AnonymousMay 21, 2007 at 10:58 am
My 35 years old son, David, was struck with severe GBS while holidaying in Thailand over two years ago. He has recovered good mobility in his arms. However, he has developed hip contractures which prevent him from extending his legs completely; so he cannot walk. He was given a couple of injections of Botox in his hip muscles to temporarily stretch the muscles but the Botox was of marginal value. He was recently seen by a surgeon for the consideration of doing some surgery on his hip muscles, but the surgeon did not think that surgery would be a good idea. “It will stretch the legs,” the surgeon said,”but David will never be able to walk again”.
My question is this: Has anyone any experience with hip contractures? Is it possible to do at least some partial surgery? What else can one do, if anything? Thank you. Max
AnonymousMay 21, 2007 at 4:05 pm
Is it possible to for him to lay on his stomach? My rehab Dr told me to do that to stretch out the muscles in the front that are shortened by sitting in the chair too much. It would have to be done on a firmer surface. If the bed is too soft you will not see the results. I couldn’t definetly feel a stretch when I tried it.
AnonymousMay 21, 2007 at 9:59 pm
I suggest you seek out a teaching Hospital that has a neurological department. I know there is one in Mich. and Philly, Baltimore. I’m sure there are some in the west also. Get a second or third opinion if necessary. Keep on going till you get a better answer. I will be praying for David. I am glad you have found this board, sure that others will have some words of advice and encouragement.
AnonymousMay 22, 2007 at 9:54 am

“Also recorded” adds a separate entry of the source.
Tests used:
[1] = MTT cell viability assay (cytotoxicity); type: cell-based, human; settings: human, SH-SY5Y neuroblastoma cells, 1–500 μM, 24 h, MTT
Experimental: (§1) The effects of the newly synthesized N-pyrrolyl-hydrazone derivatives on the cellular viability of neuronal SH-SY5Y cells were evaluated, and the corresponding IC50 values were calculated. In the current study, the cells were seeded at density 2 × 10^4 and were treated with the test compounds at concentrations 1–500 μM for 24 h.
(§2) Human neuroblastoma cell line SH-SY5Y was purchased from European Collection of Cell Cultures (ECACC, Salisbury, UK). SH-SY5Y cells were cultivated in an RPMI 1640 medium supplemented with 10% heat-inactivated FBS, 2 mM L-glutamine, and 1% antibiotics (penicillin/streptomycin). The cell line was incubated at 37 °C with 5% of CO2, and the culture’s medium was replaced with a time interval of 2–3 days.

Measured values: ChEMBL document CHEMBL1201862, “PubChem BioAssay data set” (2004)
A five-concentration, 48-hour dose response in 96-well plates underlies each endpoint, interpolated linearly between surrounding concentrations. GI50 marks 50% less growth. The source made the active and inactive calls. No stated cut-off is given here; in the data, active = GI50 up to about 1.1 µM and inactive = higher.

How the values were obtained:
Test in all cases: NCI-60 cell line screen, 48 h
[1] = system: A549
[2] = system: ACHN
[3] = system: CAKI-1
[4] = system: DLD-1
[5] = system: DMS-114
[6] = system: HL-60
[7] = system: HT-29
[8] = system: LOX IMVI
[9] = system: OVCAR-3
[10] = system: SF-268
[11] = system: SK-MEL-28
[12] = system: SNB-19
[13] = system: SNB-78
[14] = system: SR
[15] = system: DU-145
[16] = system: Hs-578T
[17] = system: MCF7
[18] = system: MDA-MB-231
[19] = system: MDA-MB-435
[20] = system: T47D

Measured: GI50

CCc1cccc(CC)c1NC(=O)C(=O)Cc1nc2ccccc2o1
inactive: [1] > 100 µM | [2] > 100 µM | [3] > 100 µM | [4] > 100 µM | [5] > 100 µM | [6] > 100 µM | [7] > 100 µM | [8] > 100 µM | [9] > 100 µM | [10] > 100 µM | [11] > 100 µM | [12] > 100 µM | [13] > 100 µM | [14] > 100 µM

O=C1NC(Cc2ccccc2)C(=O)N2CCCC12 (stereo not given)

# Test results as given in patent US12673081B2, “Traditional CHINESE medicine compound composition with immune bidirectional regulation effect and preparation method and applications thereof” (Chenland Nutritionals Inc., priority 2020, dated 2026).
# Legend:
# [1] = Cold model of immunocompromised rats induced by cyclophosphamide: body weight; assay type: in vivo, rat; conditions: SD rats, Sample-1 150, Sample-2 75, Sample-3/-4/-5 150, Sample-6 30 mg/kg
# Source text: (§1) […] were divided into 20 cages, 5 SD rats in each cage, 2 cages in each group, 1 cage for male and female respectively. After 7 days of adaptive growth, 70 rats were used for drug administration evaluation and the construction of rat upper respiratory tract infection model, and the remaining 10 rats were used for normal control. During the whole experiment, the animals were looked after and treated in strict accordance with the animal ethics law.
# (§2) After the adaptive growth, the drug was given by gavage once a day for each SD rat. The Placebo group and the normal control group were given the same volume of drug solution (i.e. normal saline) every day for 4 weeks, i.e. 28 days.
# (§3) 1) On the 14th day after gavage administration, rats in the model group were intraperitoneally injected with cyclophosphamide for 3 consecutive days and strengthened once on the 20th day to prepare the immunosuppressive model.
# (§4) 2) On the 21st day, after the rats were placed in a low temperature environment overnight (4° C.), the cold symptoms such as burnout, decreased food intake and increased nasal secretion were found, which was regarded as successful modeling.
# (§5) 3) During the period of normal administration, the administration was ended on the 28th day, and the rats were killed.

Hi Max, Welcome to the Family. Can David go to Aqua therapy? it does wonders with the muscles. I do it 2 days a week, because i can’t do much in the way of land exercises. has he looked into massage therapy also? pain meds and muscle relaxers should be used to control the pain. take care.
AnonymousMay 23, 2007 at 2:08 pm
Hi, my son nate has an ankle/foot contracture that happened during the time he was paralyzed. Nothing was done to prevent it but thats another story.
Anyway, I took him to a very good Orthopedic surgeon to see what can be done.
He told me he would normally operate to fix that but putting a GBS patient under is not advised and could cause a total relapse.
He sent us to a place to make him an AFO to gradually stretch his foot and ankle back into the right position.
They told me it may take a couple of years to correct but they believe it will work. His ankle has already moved some.
There must be something that can be done with the hips. Don’t let them just write you off that way.
I would get more opinions until someone says they can help you.
You must be logged in to reply to this topic.